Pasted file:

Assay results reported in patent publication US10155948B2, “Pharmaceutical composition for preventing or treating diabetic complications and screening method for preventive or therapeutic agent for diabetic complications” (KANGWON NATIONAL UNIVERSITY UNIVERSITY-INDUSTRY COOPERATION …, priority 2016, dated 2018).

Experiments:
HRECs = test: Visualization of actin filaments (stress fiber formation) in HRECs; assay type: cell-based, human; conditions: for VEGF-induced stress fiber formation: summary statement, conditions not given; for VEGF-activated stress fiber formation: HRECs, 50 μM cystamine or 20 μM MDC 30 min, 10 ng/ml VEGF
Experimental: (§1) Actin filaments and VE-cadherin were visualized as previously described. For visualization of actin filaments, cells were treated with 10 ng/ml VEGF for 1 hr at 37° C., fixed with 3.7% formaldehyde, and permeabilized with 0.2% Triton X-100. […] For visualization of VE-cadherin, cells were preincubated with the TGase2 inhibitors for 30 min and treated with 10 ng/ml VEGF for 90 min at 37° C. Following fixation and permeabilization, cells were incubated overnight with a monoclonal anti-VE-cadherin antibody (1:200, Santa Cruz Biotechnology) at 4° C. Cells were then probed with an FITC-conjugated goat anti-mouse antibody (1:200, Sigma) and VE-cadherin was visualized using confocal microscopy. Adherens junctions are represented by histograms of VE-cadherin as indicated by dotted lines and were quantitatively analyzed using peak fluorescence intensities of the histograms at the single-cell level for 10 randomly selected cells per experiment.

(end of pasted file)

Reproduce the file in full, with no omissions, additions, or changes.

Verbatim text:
Assay results reported in patent publication US10155948B2, “Pharmaceutical composition for preventing or treating diabetic complications and screening method for preventive or therapeutic agent for diabetic complications” (KANGWON NATIONAL UNIVERSITY UNIVERSITY-INDUSTRY COOPERATION …, priority 2016, dated 2018).

Experiments:
HRECs = test: Visualization of actin filaments (stress fiber formation) in HRECs; assay type: cell-based, human; conditions: for VEGF-induced stress fiber formation: summary statement, conditions not given; for VEGF-activated stress fiber formation: HRECs, 50 μM cystamine or 20 μM MDC 30 min, 10 ng/ml VEGF
Experimental: (§1) Actin filaments and VE-cadherin were visualized as previously described. For visualization of actin filaments, cells were treated with 10 ng/ml VEGF for 1 hr at 37° C., fixed with 3.7% formaldehyde, and permeabilized with 0.2% Triton X-100. […] For visualization of VE-cadherin, cells were preincubated with the TGase2 inhibitors for 30 min and treated with 10 ng/ml VEGF for 90 min at 37° C. Following fixation and permeabilization, cells were incubated overnight with a monoclonal anti-VE-cadherin antibody (1:200, Santa Cruz Biotechnology) at 4° C. Cells were then probed with an FITC-conjugated goat anti-mouse antibody (1:200, Sigma) and VE-cadherin was visualized using confocal microscopy. Adherens junctions are represented by histograms of VE-cadherin as indicated by dotted lines and were quantitatively analyzed using peak fluorescence intensities of the histograms at the single-cell level for 10 randomly selected cells per experiment.